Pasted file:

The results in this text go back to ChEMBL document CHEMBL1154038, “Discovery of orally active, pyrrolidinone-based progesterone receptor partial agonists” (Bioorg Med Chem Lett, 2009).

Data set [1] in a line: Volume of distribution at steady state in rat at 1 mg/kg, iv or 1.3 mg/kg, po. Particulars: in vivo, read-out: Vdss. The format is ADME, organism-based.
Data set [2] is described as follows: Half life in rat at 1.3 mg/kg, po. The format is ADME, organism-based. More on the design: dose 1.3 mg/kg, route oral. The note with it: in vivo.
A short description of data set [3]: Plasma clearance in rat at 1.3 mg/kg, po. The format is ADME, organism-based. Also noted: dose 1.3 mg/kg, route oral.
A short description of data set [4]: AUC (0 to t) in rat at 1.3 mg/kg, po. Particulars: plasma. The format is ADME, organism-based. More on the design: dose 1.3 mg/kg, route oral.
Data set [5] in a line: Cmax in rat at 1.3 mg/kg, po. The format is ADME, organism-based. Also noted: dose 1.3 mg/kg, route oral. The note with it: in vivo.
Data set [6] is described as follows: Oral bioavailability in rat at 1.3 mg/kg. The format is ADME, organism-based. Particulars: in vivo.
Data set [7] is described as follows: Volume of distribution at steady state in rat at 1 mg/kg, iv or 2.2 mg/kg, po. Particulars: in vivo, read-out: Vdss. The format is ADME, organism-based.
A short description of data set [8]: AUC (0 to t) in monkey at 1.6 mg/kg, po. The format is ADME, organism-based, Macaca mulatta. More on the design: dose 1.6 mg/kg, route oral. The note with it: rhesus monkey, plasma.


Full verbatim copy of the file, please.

The results in this text go back to ChEMBL document CHEMBL1154038, “Discovery of orally active, pyrrolidinone-based progesterone receptor partial agonists” (Bioorg Med Chem Lett, 2009).

Data set [1] in a line: Volume of distribution at steady state in rat at 1 mg/kg, iv or 1.3 mg/kg, po. Particulars: in vivo, read-out: Vdss. The format is ADME, organism-based.
Data set [2] is described as follows: Half life in rat at 1.3 mg/kg, po. The format is ADME, organism-based. More on the design: dose 1.3 mg/kg, route oral. The note with it: in vivo.
A short description of data set [3]: Plasma clearance in rat at 1.3 mg/kg, po. The format is ADME, organism-based. Also noted: dose 1.3 mg/kg, route oral.
A short description of data set [4]: AUC (0 to t) in rat at 1.3 mg/kg, po. Particulars: plasma. The format is ADME, organism-based. More on the design: dose 1.3 mg/kg, route oral.
Data set [5] in a line: Cmax in rat at 1.3 mg/kg, po. The format is ADME, organism-based. Also noted: dose 1.3 mg/kg, route oral. The note with it: in vivo.
Data set [6] is described as follows: Oral bioavailability in rat at 1.3 mg/kg. The format is ADME, organism-based. Particulars: in vivo.
Data set [7] is described as follows: Volume of distribution at steady state in rat at 1 mg/kg, iv or 2.2 mg/kg, po. Particulars: in vivo, read-out: Vdss. The format is ADME, organism-based.
A short description of data set [8]: AUC (0 to t) in monkey at 1.6 mg/kg, po. The format is ADME, organism-based, Macaca mulatta. More on the design: dose 1.6 mg/kg, route oral. The note with it: rhesus monkey, plasma.